Wingspan

The Federal Market: We Are Committed

by Ian.Whiting on ‎07-25-2011 01:00 AM - last edited on ‎10-28-2013 08:46 PM by bcm6 (520 Views)

Federal agencies have a unique set of challenges to overcome and I feel for those who have to make the really tough decisions.  How to maintain and run their network should not be one of them.

 

The difference between military and enterprise systems is that with the enterprise some money may be lost and it would be inconvenient if a system fails, but with the military, the stakes are much higher.  Our product can’t fail.  Mission critical data depends on it.  We take it very seriously and are committed to the customer and their experience.

 

Tim Angelos, our director of sales for the Department of Defense is extremely close to the federal market and below has outlined one of the current topics being discussed in federal circles, transitioning to IPv6.  In future posts we will address other challenges unique to the government.

 

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3 Ways IPv6 Can Help Make Federal Agencies More Efficient, Plus 5 Tips for a Successful Deployment
Tim Angelos, Director, Department of Defense Sales, Brocade

 

I have a theory. That theory is that many Department of Defense customers are buying gear that supports IPv6, per the government issued mandate, but they don’t have a deployment strategy.  I don’t blame them.  It could be daunting - added to a constantly growing list of day to day responsibilities.

 

There has been a lot of discussion over the last several months about IPv6, culminating with a successful, if uneventful, World IPv6 Day. But what does it really mean to federal agencies and what are the tangible benefits?  Aside from the mandate, what is driving this adoption?

 

With all the hype about the Internet running out of addresses spurring on the adoption of IPv6, it is hard to remember that the lack of addresses is really the least of it.

 

The transition to IPv6 will be mostly driven by tactical applications, such as device tracking where the DOD will assign IPv6 addresses to all assets, such as: armor vehicles, weapons and fuel trucks.  The assets will transmit location information which will provide military operators to have real time tracking of assets.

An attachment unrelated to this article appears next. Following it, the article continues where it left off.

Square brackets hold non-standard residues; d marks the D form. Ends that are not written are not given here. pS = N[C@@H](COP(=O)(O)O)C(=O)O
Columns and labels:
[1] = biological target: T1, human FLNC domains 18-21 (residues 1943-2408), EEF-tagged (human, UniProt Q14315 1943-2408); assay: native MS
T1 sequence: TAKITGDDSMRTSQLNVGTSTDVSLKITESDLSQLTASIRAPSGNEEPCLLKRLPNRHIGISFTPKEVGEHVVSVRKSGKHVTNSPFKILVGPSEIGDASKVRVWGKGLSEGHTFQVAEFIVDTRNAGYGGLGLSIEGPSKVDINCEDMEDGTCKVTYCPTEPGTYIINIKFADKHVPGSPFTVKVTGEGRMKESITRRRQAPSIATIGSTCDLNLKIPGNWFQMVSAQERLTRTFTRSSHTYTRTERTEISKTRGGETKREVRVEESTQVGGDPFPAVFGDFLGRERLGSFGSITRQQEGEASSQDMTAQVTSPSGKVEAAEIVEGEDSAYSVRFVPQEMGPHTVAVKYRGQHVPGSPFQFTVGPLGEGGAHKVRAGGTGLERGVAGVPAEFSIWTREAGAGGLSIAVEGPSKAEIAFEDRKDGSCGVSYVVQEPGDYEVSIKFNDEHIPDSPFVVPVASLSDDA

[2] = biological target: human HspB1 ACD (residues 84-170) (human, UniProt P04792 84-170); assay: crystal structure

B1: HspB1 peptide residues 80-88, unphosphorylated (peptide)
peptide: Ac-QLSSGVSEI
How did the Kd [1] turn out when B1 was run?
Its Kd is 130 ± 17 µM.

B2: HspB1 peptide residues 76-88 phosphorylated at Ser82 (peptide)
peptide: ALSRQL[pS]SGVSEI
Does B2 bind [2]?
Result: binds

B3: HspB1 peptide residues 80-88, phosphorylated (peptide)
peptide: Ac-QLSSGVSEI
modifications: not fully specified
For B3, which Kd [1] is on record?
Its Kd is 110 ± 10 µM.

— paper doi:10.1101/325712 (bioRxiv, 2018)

So what does it ultimately come down to?  Efficiency.

 

Here are three ways that IPv6 can help make federal agencies more efficient.

 

3 Ways IPv6 Can Help Make Federal Agencies More Efficient

  1. Security
    • Provide security services for end-to-end networking that we believe will be the foundation for securing future IT systems.
  2. Flexibility
    • Help enable the successful deployment and expansion of key IT initiatives, which depend on reliable, scalable networks; IPv4 and IPv6 should coexist for decades; infrastructure needs to support both.
  3. Simplification
    • Help simplify the overall network architecture while streamlining network deployment and ongoing support.

 

Moving to IPv6 is a major, industry wide initiative that will take time.  I’m not suggesting a rip and replace situation.  It should be an easy incremental transition.  There will likely be a long period where dual-protocol network solutions will need to run while supporting high-speed switching and routing.  However, I believe that the benefits far outweigh the challenges, and with the right technology partners those challenges can be minimized.

 

Did you know that more than 50 percent of U.S. Army bases have Brocade switches and routers installed and more than 80 percent have Brocade storage-area networking gear?  We also recently did a network installation with Fort Carson, upgrading the base to be IPv6 ready.


We help customers develop a non-disruptive approach to storing and accessing their critical data.  Brocade can help agencies seamlessly transition to IPv6 while reducing time, cost and risk.

 

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Bonus: 5 tips for a successful deployment from networking expert Ron Broersma, Chief Engineer of the Defense Research and Engineering Network (DREN) and a member of the Federal IPv6 Task Force.

 

1.    Don’t buy from vendors unless they support IPv6.
2.    Don’t wait until it’s a crisis; just roll it out gradually as part of normal tech refresh or other upgrades.
3.    It’s not really that hard, and doesn’t have to be very expensive.
4.    Don’t be afraid to “break some glass”.
5.    Share lessons learned and solutions.